Differences Between Male Baldness (Androgenetic Alopecia) and Female P – DrFormulas

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Differences Between Male Baldness (Androgenetic Alopecia) and Female Pattern Hair Loss

Male Pattern Baldness/Hair Loss (Androgenetic Alopecia) PicturesAndrogenetic alopecia


This man is experiencing androgenetic alopecia. It typically affects the front of the hairline as well as the top or vertex of the scalp. It is caused by excessive amounts of DHT which bind to hair follicles and tell them to miniaturize. It is usually treated with topical minoxidil, oral finasteride, or both.

Female Pattern Hair Loss (FPHL) Pictures

Female Pattern Hair Loss


Female pattern hair loss is more complicated than male pattern hair loss and is thought to have a number of causes. It has a characteristic “Christmas Tree” distribution initially that starts at the parted hair line. FPHL affects approximately 19% of the female population[4] and appears to occur less often in Asians than in Caucasians[5].

Another interesting fact about FPHL is that it affects different age groups differently. 3% of women with FPHL are aged 20-29 whereas 29% are between 70 and 89[6] Indeed, the majority of women who get FPHL tend to have it after menopause. Menopause is when females stop producing estrogen and progesterone hormones.

For these reasons, FPHL is thought to be due to hormones. Furthermore, approximately 39% of females with FPHL have hyperandrogenism (too much T and DHT). Having too much DHT is known to cause hair loss in men as well.

What about the other 61%? Some women are genetically predisposed to FPH. However going back to the age distribution of FPHL there appears to be a pattern of hair loss getting worse in older women. One thing to keep in mind in terms of hormones is that women also go through menopause whereby they stop producing the hormones estrogen and progesterone. Estrogen has many benefits for skin including thickening the skin. Hormone Replacement Therapy (HRT) is known to help support hair growth[7]. There are risks and benefits to HRT that you should discuss with your doctor if you are interested in it.

The Role of Estrogen in Hair Loss

It is interesting to note that FPHL occurs less often in Asians than in Caucasians. One of the key differences between Western and Eastern populations is diet. Asian populations tend to eat diets richer in soy and phytoestrogenic ingredients. A comparison between Japanese eating a soy-rich diet compared to Japanese living in Hawaii eating a Westernized non-soy diet found that the incidence of Alopecia Areata (AA) to be higher in the Japanese-Hawaiian population[1].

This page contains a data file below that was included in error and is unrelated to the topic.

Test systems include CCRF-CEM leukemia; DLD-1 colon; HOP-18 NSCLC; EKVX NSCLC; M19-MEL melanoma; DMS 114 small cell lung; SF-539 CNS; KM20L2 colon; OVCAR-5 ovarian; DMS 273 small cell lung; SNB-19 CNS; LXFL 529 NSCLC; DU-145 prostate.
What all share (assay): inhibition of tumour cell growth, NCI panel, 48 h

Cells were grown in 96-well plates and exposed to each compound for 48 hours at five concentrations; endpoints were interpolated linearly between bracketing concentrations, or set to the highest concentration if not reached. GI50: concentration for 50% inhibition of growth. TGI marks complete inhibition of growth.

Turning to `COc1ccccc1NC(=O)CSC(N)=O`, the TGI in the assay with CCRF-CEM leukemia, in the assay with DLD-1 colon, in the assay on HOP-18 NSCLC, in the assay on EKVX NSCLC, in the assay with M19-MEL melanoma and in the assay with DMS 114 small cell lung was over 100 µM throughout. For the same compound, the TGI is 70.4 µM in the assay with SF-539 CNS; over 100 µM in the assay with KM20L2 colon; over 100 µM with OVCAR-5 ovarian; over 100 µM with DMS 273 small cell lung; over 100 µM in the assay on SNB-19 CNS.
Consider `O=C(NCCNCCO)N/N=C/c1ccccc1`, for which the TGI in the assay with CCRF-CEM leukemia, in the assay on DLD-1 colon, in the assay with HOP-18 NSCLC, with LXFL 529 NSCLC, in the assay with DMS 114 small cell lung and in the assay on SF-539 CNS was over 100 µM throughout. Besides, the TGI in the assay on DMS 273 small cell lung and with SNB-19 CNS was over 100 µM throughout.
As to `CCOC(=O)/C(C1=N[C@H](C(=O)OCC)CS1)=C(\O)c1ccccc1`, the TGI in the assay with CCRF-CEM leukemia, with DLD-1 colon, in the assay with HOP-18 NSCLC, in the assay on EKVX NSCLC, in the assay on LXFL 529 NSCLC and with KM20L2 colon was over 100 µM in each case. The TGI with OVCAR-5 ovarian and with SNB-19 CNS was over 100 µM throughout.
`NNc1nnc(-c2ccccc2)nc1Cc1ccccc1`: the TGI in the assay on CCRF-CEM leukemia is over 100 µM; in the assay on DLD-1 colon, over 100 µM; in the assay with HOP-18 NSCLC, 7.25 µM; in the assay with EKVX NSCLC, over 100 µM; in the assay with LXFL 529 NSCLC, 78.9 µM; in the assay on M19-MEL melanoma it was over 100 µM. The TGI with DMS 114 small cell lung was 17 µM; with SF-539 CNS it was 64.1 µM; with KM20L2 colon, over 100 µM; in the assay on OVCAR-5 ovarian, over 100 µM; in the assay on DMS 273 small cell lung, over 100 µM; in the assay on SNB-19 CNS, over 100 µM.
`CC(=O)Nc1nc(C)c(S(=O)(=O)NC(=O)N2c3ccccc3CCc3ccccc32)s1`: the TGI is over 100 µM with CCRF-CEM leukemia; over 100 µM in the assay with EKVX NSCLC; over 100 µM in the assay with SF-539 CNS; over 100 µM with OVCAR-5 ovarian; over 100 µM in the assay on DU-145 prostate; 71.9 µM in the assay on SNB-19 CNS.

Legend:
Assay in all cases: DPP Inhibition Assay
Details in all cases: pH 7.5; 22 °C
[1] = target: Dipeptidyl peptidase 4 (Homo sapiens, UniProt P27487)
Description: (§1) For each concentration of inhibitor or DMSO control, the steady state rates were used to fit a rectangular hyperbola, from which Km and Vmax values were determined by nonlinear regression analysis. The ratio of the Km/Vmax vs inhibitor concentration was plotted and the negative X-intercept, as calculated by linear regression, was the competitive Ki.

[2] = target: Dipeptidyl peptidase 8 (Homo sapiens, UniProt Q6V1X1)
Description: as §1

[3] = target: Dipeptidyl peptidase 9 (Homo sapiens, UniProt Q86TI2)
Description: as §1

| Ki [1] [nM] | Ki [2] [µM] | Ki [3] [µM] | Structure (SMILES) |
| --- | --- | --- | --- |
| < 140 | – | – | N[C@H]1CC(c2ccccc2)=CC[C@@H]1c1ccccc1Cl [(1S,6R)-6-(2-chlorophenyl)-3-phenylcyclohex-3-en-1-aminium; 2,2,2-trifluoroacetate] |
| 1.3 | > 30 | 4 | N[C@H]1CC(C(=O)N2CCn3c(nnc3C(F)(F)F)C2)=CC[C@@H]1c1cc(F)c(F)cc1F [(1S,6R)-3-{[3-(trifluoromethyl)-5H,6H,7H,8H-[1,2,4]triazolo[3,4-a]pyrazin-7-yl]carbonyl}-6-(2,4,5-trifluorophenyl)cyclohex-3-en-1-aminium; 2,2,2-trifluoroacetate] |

Furthermore, one study of Taiwanese men found that men who ate more soy products tended to have a lower incidence of androgenetic alopecia[8]. Studies in mice found that mice that consumed more soy displayed resistance to the development of alopecia areata (AA) [2]. 

For menopausal women experiencing hair loss we recommend trying DrFormulas Menopause Support which has a number of phytoestrogenic ingredients like soy that may support hair growth.

Hair Loss Conditions That Affect Both Men and Women

Alopecia totalis is a condition in which a person loses all of their hair. It can be caused by drugs such as chemotherapy drugs that halt hair growth.

Alopecia areata (AA) is a condition in which a person loses patches of hair. The first line medical treatment is a product containing minoxidil. Steroid injections into the area of hair loss is also utilized. 

Telogen effluvium is a condition in which a person undergoes a stressful life event and sheds more hair than they do normally. It is normally self-resolving.


[1] https://www.ncbi.nlm.nih.gov/pubmed?term=14943264

[2] https://onlinelibrary.wiley.com/doi/abs/10.1034/j.1600-0625.2003.120104.x

[4] https://www.ncbi.nlm.nih.gov/pubmed?term=11231244

[5] https://www.ncbi.nlm.nih.gov/pubmed?term=20105167

[6] https://www.ncbi.nlm.nih.gov/pubmed?term=11231244

[7] https://www.everydayhealth.com/hair-loss/hormone-replacement-therapy-as-a-hair-loss-treatment.aspx

[8] http://journals.plos.org/plosone/article?id=10.1371/journal.pone.0079789

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